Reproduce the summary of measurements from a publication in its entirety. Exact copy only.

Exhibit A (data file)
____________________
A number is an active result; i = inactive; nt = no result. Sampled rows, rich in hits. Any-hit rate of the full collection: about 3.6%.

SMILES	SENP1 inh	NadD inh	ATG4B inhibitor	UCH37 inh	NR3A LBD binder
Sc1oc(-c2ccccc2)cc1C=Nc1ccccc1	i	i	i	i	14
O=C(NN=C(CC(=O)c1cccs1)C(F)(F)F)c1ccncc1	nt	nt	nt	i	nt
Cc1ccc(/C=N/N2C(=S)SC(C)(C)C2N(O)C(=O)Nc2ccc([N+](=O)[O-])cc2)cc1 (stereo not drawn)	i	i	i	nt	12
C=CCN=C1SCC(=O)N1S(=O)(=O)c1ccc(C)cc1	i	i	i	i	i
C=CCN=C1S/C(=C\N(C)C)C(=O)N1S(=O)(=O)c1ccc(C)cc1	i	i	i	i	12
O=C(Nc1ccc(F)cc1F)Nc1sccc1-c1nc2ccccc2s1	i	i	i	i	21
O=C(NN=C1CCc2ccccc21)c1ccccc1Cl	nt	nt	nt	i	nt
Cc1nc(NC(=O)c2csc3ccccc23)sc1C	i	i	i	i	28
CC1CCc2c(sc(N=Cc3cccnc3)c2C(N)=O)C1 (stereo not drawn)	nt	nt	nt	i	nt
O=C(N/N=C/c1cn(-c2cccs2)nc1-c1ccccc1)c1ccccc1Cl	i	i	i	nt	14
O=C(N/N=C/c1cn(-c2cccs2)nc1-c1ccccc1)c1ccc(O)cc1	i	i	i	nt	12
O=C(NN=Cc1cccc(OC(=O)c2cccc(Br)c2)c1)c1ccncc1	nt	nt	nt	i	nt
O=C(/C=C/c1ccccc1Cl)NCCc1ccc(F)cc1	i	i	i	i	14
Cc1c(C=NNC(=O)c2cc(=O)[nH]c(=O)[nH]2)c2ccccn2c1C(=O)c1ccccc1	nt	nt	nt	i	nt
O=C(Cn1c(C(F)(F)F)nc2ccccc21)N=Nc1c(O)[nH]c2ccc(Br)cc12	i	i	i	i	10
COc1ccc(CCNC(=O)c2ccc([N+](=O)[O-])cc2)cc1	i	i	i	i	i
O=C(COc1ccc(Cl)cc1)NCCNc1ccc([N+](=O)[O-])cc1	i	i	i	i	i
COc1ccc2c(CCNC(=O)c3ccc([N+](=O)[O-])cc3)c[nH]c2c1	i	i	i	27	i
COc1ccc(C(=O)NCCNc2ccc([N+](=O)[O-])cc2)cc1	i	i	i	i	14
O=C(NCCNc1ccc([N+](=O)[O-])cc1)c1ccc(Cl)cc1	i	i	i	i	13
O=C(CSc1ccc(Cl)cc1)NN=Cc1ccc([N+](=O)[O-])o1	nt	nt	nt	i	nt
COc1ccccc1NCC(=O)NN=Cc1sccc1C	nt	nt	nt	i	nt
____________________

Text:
A number is an active result; i = inactive; nt = no result. Sampled rows, rich in hits. Any-hit rate of the full collection: about 3.6%.

SMILES	SENP1 inh	NadD inh	ATG4B inhibitor	UCH37 inh	NR3A LBD binder
Sc1oc(-c2ccccc2)cc1C=Nc1ccccc1	i	i	i	i	14
O=C(NN=C(CC(=O)c1cccs1)C(F)(F)F)c1ccncc1	nt	nt	nt	i	nt
Cc1ccc(/C=N/N2C(=S)SC(C)(C)C2N(O)C(=O)Nc2ccc([N+](=O)[O-])cc2)cc1 (stereo not drawn)	i	i	i	nt	12
C=CCN=C1SCC(=O)N1S(=O)(=O)c1ccc(C)cc1	i	i	i	i	i
C=CCN=C1S/C(=C\N(C)C)C(=O)N1S(=O)(=O)c1ccc(C)cc1	i	i	i	i	12
O=C(Nc1ccc(F)cc1F)Nc1sccc1-c1nc2ccccc2s1	i	i	i	i	21
O=C(NN=C1CCc2ccccc21)c1ccccc1Cl	nt	nt	nt	i	nt
Cc1nc(NC(=O)c2csc3ccccc23)sc1C	i	i	i	i	28
CC1CCc2c(sc(N=Cc3cccnc3)c2C(N)=O)C1 (stereo not drawn)	nt	nt	nt	i	nt
O=C(N/N=C/c1cn(-c2cccs2)nc1-c1ccccc1)c1ccccc1Cl	i	i	i	nt	14
O=C(N/N=C/c1cn(-c2cccs2)nc1-c1ccccc1)c1ccc(O)cc1	i	i	i	nt	12
O=C(NN=Cc1cccc(OC(=O)c2cccc(Br)c2)c1)c1ccncc1	nt	nt	nt	i	nt
O=C(/C=C/c1ccccc1Cl)NCCc1ccc(F)cc1	i	i	i	i	14
Cc1c(C=NNC(=O)c2cc(=O)[nH]c(=O)[nH]2)c2ccccn2c1C(=O)c1ccccc1	nt	nt	nt	i	nt
O=C(Cn1c(C(F)(F)F)nc2ccccc21)N=Nc1c(O)[nH]c2ccc(Br)cc12	i	i	i	i	10
COc1ccc(CCNC(=O)c2ccc([N+](=O)[O-])cc2)cc1	i	i	i	i	i
O=C(COc1ccc(Cl)cc1)NCCNc1ccc([N+](=O)[O-])cc1	i	i	i	i	i
COc1ccc2c(CCNC(=O)c3ccc([N+](=O)[O-])cc3)c[nH]c2c1	i	i	i	27	i
COc1ccc(C(=O)NCCNc2ccc([N+](=O)[O-])cc2)cc1	i	i	i	i	14
O=C(NCCNc1ccc([N+](=O)[O-])cc1)c1ccc(Cl)cc1	i	i	i	i	13
O=C(CSc1ccc(Cl)cc1)NN=Cc1ccc([N+](=O)[O-])o1	nt	nt	nt	i	nt
COc1ccccc1NCC(=O)NN=Cc1sccc1C	nt	nt	nt	i	nt